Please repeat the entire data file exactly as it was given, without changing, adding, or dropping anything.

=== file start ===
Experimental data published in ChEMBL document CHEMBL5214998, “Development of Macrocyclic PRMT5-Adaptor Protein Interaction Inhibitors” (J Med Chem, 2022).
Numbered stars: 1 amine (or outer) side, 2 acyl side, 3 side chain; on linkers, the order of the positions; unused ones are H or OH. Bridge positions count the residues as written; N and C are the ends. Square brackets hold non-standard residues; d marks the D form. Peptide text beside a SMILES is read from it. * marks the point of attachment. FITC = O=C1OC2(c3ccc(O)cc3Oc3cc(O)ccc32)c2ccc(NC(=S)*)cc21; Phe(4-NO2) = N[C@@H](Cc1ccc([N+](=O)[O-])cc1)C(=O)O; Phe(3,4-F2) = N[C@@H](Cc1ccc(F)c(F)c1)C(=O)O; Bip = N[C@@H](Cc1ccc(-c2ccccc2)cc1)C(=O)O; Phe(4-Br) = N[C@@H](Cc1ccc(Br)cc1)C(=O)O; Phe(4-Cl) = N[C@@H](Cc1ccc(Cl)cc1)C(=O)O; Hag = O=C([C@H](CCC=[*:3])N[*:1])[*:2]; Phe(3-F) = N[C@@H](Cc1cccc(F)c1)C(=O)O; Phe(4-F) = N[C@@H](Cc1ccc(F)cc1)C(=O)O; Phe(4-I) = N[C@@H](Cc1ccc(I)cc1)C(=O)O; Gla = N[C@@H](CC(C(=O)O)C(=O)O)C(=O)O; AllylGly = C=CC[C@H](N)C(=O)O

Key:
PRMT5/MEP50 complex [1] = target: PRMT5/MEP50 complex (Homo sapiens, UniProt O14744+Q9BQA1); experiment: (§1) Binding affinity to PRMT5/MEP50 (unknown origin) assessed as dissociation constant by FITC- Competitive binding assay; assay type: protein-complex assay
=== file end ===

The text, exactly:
Experimental data published in ChEMBL document CHEMBL5214998, “Development of Macrocyclic PRMT5-Adaptor Protein Interaction Inhibitors” (J Med Chem, 2022).
Numbered stars: 1 amine (or outer) side, 2 acyl side, 3 side chain; on linkers, the order of the positions; unused ones are H or OH. Bridge positions count the residues as written; N and C are the ends. Square brackets hold non-standard residues; d marks the D form. Peptide text beside a SMILES is read from it. * marks the point of attachment. FITC = O=C1OC2(c3ccc(O)cc3Oc3cc(O)ccc32)c2ccc(NC(=S)*)cc21; Phe(4-NO2) = N[C@@H](Cc1ccc([N+](=O)[O-])cc1)C(=O)O; Phe(3,4-F2) = N[C@@H](Cc1ccc(F)c(F)c1)C(=O)O; Bip = N[C@@H](Cc1ccc(-c2ccccc2)cc1)C(=O)O; Phe(4-Br) = N[C@@H](Cc1ccc(Br)cc1)C(=O)O; Phe(4-Cl) = N[C@@H](Cc1ccc(Cl)cc1)C(=O)O; Hag = O=C([C@H](CCC=[*:3])N[*:1])[*:2]; Phe(3-F) = N[C@@H](Cc1cccc(F)c1)C(=O)O; Phe(4-F) = N[C@@H](Cc1ccc(F)cc1)C(=O)O; Phe(4-I) = N[C@@H](Cc1ccc(I)cc1)C(=O)O; Gla = N[C@@H](CC(C(=O)O)C(=O)O)C(=O)O; AllylGly = C=CC[C@H](N)C(=O)O

Key:
PRMT5/MEP50 complex [1] = target: PRMT5/MEP50 complex (Homo sapiens, UniProt O14744+Q9BQA1); experiment: (§1) Binding affinity to PRMT5/MEP50 (unknown origin) assessed as dissociation constant by FITC- Competitive binding assay; assay type: protein-complex assay